Good grants management requires grantees to use their federal funds in the best interests of their Federal grant.
But when the people put their personal best interests before the best interests of the Federal program the result can shatter trust-both with the funding agency and within the organization.
And trust once broken is expensive and time-consuming to repair.
The stories of conflicts of interest have been in the news a lot recently, so let’s look at how conflicts of interest can damage your organization’s reputation and grant readiness.
Two Types of Conflicts of Interest
Conflicts of interest can cause harm to a program both in appearance and in fact.
Here are some examples of these two types of conflicts of interest.
Conflict of Interest-in appearance:
A conflict of interest in appearance is when something looks bad.
Based on the facts and circumstances, there may or may NOT be a conflict of interest in fact.
- For example, when the spouse of a program director is hired as a consultant and it has not yet been determined if the hiring followed a fair selection process, with market pay rates and a specific verifiable work product, there is a conflict of interest in appearance.
Based on the review of what how the decision was made to hire the consultant, a determination should be made whether or not the conflict of interest is in fact.
Conflict of Interest-in fact:
When you have a conflict of interest, in fact, it means something IS bad. In other words, a conflict of interest has or is occurring.
- An example is when goods or services are purchased from a family member, paying a higher price than the market value.
When it is determined that a conflict of interest, in fact, has happened, the Uniform Guidance requires grant recipients to disclose this event to their funding agency.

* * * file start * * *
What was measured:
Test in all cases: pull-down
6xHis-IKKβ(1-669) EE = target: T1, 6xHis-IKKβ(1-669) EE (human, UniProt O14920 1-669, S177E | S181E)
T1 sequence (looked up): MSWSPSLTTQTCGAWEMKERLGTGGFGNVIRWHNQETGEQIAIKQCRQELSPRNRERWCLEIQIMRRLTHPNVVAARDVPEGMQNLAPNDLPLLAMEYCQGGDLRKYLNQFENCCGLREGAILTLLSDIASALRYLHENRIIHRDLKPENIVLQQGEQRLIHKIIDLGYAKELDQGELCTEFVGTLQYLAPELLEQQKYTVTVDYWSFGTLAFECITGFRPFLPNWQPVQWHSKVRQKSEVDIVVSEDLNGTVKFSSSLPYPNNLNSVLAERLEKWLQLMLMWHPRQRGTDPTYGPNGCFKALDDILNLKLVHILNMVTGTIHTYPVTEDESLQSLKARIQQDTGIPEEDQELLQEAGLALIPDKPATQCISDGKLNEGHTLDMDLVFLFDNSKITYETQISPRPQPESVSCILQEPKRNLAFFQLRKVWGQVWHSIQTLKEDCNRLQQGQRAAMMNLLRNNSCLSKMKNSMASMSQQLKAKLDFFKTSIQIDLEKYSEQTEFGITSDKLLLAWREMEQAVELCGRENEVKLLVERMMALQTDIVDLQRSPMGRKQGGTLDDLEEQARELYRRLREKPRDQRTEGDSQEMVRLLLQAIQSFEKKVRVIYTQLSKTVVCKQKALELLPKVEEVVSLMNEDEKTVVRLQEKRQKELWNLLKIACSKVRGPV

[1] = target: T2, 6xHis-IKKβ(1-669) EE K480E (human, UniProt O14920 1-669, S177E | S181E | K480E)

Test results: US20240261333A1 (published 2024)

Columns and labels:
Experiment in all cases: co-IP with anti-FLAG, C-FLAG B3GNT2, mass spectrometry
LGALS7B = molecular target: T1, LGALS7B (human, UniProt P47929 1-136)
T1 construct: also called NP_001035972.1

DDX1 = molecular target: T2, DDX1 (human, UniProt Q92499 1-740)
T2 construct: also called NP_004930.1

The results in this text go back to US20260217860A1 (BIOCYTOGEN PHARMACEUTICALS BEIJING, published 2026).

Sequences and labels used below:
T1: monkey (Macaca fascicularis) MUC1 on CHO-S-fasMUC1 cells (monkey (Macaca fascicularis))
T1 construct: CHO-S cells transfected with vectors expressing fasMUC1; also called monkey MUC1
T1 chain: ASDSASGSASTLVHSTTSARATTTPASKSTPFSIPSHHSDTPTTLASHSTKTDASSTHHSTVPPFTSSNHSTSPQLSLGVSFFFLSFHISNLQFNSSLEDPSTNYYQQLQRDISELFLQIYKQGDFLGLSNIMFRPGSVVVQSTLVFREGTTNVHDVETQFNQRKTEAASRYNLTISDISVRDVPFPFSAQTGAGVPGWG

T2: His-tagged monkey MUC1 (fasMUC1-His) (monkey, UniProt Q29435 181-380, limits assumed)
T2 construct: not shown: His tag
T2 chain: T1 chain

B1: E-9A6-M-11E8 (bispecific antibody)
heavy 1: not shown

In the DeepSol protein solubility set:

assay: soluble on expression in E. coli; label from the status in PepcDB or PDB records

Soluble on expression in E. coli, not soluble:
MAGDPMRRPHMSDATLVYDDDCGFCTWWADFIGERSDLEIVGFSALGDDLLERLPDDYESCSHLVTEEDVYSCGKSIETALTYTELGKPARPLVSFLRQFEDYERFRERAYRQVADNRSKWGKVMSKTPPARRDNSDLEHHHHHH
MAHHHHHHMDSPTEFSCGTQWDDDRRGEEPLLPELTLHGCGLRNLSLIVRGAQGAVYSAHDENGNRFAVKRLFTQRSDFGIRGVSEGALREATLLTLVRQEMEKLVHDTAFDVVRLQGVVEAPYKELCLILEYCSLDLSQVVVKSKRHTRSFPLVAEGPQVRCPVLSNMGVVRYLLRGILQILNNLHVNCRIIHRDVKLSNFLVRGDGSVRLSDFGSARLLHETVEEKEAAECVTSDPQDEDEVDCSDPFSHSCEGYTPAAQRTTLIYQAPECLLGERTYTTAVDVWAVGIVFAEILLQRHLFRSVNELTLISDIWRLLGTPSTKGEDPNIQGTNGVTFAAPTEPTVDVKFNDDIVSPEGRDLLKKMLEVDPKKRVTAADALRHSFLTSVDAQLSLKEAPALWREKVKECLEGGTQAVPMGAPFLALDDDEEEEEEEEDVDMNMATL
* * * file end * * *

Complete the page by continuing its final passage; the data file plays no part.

Organizations need to have a process to identify BOTH conflicts of interest in appearance and in fact. This process should also include deterring and detecting when conflicts of interest occur.
6 Questions: Is Your Federal Grant Free From Conflicts of Interest?
Ask yourself these six questions about your grant:
Question #1: Related Party Purchases
Were the goods and services purchased from a related party such as a family member or business associate of an employee?
Question #2: Related Party Employment
Was a person hired by the organization in a business or personal relationship with someone else in the organization?
Question #3: Outside Influence
Was there undue influence by anyone within or outside the organization concerning the choice of a vendor or a sub-grant award decision?
Question #4: Inadequate Competition
Was the procurement made without full and open compitition?
Question #5: Questionable Consultants
Was a consultant hired without using a fair selection process including determining a reasonable pay rate for the specific verifiable type of work to be done?
Question #6: Circumventing Controls
Are managers or others able to override or circumvent established procurement controls and policies?
If you answered “yes” to any of these questions, you may be at greater risk of a conflict of interest existing at your organization. You may also be putting yourself at greater risk of grant fraud.
Ready to Improve Your Grant Management?
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Would you like to be a better grant manager?
We have another live on-location grant management training seminar coming soon.
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Hope to see you there!
Lucy Morgan CPA, MBA
CEO, Compliance Warrior